CHICAGO (Reuters) - Collectors and guitar fans have been whipsawed by the Elvis-pelvis gyrations of the vintage guitar market. Now they’re at a crossroads - is it time to pick up that choice instrument?
Prices for prized guitars soared in the early 2000s as speculators jumped in, then the market plummeted by as much as 30 percent by the end of the decade.
But after a few years of singing the blues, vintage guitars look ready to rock again - as long as collectors pick their investments carefully.
“I am very bullish on the vintage guitar and instrument market in general,” says Rick Camino, the chief executive officer of Hello Music, a Los Angeles-based daily deals platform for musicians.
A rare 1949 Bigsby guitar fetched $266,000 in April at Heritage Auctions in Dallas, Texas, a price that more than doubled the sales record for any guitar at a Heritage auction.
With “guitars of the highest grade,” the numbers look promising, says Mike Gutierrez, consignment director at Heritage.
And indeed, this past weekend gave guitar market boosters reason to smile. An auction of guitars and memorabilia belonging to the late Les Paul (namesake of the legendary Gibson guitar) raised close to $5 million for a foundation that supports music education and innovation. Among the prizes: a 1951 Fender “No-Caster” (an early version of the Telecaster) that fetched $216,000.
But nothing is certain in this fickle market. Those who join the vintage guitar band need steely nerves and an abiding respect for the instruments they buy.
To illustrate the wild ride of the last 10 years, look no further than the example set by a 1956 Gibson Les Paul “Gold Top” (so named for its metallic-champagne color), stocked with P90 pickups, a Tune-o-matic bridge and a stop tailpiece.
In 2002, George Gruhn of Gruhn Guitars in Nashville, Tennessee, could get $5,500 for that axe. Four years later, the Gold Top’s value had skyrocketed to $85,000.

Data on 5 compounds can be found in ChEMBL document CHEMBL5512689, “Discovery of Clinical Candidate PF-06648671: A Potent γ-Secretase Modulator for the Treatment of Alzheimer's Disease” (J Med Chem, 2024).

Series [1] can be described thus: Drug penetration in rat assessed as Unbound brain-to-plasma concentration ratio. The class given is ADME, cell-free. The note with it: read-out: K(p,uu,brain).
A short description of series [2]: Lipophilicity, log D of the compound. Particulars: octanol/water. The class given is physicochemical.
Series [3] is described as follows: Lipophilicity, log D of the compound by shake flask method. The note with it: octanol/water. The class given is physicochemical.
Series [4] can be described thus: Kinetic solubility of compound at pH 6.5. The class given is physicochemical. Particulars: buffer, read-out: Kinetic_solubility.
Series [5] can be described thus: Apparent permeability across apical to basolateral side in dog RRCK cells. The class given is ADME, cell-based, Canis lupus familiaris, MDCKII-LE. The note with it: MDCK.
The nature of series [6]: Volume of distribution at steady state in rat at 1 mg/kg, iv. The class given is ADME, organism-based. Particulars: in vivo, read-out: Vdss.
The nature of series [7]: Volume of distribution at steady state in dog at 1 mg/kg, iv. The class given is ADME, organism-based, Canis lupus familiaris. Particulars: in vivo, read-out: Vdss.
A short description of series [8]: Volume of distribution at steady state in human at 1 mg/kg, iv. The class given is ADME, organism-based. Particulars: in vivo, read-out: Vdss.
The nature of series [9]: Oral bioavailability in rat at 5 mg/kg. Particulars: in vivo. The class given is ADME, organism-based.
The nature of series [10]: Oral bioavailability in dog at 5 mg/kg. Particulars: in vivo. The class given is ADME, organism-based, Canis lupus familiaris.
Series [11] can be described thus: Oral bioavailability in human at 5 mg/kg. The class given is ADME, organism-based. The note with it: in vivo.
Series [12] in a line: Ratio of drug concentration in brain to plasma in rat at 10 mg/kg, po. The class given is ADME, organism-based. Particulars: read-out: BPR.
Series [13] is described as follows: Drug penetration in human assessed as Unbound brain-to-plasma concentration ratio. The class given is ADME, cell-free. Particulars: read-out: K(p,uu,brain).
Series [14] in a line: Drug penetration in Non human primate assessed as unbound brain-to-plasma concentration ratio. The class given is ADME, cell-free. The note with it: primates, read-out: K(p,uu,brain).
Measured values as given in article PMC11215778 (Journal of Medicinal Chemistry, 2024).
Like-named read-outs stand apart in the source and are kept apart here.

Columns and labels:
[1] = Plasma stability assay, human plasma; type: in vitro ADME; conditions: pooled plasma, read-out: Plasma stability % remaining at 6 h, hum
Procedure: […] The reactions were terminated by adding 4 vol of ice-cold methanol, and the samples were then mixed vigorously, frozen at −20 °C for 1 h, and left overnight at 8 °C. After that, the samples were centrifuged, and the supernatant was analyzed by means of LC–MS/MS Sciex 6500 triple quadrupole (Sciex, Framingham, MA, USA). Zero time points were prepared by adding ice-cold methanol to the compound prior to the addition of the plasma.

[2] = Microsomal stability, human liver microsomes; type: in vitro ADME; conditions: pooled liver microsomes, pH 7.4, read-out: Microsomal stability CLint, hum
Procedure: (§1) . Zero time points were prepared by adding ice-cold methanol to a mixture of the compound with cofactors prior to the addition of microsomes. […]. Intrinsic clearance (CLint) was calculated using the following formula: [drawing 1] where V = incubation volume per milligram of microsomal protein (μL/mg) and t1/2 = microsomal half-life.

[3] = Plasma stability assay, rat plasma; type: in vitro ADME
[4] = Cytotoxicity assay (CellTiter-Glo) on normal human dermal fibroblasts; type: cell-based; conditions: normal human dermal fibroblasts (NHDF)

“Then they plunged down to $30,000, and a nice one today is worth $35,000,” Gruhn says.
So if you bought in 2002, you’d still enjoy about a 600 percent markup. But if you bought in 2006, as many speculators and vintage guitar lemmings did, you could be out $50,000.
Why the huge jump in the mid-2000s? Nate Westgor, the owner of Willie’s Guitars in St. Paul, Minnesota (and an avid collector himself), has a theory that revolves around rock stars, celebrity guitars, rehab and a company once run by Mitt Romney.
In 1999, Eric Clapton auctioned 100 of his guitars to benefit his Crossroads Centre charity for people affected by drug and alcohol abuse. The date was June 24, and by vintage guitar market standards it was the equivalent of the British Invasion: Clapton’s 1956 Fender Stratocaster Sunburst known as “Brownie” fetched an astounding $450,000.
“It shocked the whole industry because it proved that you could get six figures for a guitar,” Westgor says. “That’s when all hell breaks loose. The Clapton auction is an igniter.”
Then came the second Clapton auction in 2004, when musical instrument retail chain Guitar Center bid “Blackie,” Eric Clapton’s favorite Stratocaster, up to $959,500.
“They got it, they bought it, made exacting copies, and made all their money back by selling those copies,” Westgor says.
That ushered in a period of pure pandemonium between 2005 and 2007.
“Guitar values tripled,” Westgor recalls. “It was crazy. As a dealer, I would sell stuff to dealers in California who were adding 40 points to the value.”